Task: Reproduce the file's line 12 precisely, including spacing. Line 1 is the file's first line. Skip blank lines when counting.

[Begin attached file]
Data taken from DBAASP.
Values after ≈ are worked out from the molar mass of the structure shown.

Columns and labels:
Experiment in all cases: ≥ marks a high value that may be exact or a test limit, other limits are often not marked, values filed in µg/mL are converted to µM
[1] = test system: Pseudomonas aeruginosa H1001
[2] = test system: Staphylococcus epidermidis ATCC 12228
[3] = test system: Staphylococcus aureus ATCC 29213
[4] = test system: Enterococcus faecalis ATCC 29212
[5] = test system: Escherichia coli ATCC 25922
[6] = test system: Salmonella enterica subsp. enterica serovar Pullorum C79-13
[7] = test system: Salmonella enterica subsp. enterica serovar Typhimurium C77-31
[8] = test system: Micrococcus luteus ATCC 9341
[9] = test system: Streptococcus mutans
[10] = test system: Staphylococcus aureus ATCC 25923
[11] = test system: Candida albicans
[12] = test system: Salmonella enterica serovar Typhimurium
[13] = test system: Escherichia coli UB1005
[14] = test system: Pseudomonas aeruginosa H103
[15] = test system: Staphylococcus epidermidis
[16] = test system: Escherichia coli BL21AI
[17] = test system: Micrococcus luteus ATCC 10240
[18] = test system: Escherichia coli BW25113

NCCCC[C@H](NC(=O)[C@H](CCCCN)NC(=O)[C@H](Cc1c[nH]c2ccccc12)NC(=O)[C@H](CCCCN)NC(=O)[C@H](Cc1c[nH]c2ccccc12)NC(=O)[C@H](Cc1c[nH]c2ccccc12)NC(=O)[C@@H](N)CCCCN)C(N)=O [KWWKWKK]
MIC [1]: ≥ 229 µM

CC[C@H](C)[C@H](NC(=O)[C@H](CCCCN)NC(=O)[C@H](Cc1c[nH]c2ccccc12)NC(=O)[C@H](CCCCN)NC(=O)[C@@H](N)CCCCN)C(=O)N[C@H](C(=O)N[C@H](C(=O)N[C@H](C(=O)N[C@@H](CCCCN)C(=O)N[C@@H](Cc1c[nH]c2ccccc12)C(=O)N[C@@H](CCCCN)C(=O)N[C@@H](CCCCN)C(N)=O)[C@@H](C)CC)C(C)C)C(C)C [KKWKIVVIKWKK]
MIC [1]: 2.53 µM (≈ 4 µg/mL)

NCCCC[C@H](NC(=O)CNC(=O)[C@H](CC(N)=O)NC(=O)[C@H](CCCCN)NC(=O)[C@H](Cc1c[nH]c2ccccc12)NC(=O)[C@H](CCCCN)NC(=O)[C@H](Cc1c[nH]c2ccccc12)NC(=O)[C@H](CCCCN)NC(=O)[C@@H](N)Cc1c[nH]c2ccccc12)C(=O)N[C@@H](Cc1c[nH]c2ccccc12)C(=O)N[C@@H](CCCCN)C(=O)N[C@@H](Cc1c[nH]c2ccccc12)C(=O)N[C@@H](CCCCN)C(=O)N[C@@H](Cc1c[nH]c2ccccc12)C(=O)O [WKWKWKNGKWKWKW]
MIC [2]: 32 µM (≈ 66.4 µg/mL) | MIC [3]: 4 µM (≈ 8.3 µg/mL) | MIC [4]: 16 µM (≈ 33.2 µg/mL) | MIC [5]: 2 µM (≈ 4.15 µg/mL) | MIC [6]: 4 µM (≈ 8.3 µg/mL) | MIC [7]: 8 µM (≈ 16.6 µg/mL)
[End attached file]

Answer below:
[8] = test system: Micrococcus luteus ATCC 9341